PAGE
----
Alfreton pest with desire to meet Lee Rigby killer gets ASBO

Mohammed Dar, 53, of Ley Gardens, Alfreton, has been made the subject of an ASBO.
Mohammed Dar, 53, of Ley Gardens, Alfreton, has been made the subject of an ASBO.

A nuisance neighbour who was jailed after using threatening behaviour at a Remembrance ceremony and for stalking a neighbour has been slapped with an anti-social behaviour order.

Chesterfield magistrates’ court heard on Monday how Mohammed Dar, 53, of Ley Gardens, Alfreton, had raised further concerns after he wrote a letter to a probation officer stating he would like to share a cell with one of soldier Lee Rigby’s killers.

Prosecuting solicitor Ian Shaw said: “The Crown relies on matters he has been convicted for including an incident at a Cenotaph and a church, the harassment of a neighbour and others as well as matters against police with malicious calls.”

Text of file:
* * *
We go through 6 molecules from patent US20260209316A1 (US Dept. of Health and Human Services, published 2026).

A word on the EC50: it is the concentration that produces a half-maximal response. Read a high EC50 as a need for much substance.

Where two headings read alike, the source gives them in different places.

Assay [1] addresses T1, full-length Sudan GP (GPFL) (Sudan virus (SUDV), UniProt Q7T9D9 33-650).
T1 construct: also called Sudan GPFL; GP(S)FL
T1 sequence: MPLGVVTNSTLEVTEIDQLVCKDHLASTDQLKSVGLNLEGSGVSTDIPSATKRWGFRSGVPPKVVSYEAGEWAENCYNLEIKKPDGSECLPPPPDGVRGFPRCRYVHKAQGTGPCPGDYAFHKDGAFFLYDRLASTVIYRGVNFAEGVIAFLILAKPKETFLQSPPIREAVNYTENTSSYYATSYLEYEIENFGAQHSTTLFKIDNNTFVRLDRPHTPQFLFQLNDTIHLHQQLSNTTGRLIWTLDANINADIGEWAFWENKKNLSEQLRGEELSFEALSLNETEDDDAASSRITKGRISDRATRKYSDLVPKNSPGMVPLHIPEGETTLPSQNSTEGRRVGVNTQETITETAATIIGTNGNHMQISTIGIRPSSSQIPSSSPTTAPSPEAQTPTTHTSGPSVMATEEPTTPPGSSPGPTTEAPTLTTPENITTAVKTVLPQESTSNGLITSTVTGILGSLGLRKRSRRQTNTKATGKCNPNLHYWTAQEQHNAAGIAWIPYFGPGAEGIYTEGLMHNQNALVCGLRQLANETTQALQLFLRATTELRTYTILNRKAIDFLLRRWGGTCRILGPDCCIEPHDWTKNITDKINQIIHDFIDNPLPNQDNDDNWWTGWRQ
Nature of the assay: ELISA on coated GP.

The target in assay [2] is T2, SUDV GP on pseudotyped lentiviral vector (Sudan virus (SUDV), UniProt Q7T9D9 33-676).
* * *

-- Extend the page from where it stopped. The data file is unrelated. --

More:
Dar previously walked into Alfreton’s New Life Church during a Remembrance service wearing a headscarf and bandana inscribed with the words God is Great and slow-clapped a parade. He was also convicted of stalking after staring into a neighbour’s home. He was jailed for 24 weeks in July and is currently remanded in custody for breaching a restraining order.

Mr Shaw argued Dar’s letter suggested his behaviour was to carry on. It stated Dar found prison to be “a holiday camp” and claimed his destiny is to become an iconic figure to muslims comparing himself with Nelson Mandella.

Mr Shaw said with reference to Lee Rigby’s killers, Dar stated: “I would have liked to have been ‘two’d’ up with Michael Adebolajo as we could have had an immensely, interesting conversation.”

Dar’s letter stated the Cenotaph was his finest moment and he regretted not paying respects to the Iraqi resistance at a national Remembrance to inspire muslims. District Judge Morris Cooper outlined an indefinite ASBO for Dar, who was dealt with in his absence, stating he must not encourage others to cause harassment and must not contact listed neighbours and police except in need. Failure to comply could mean custody.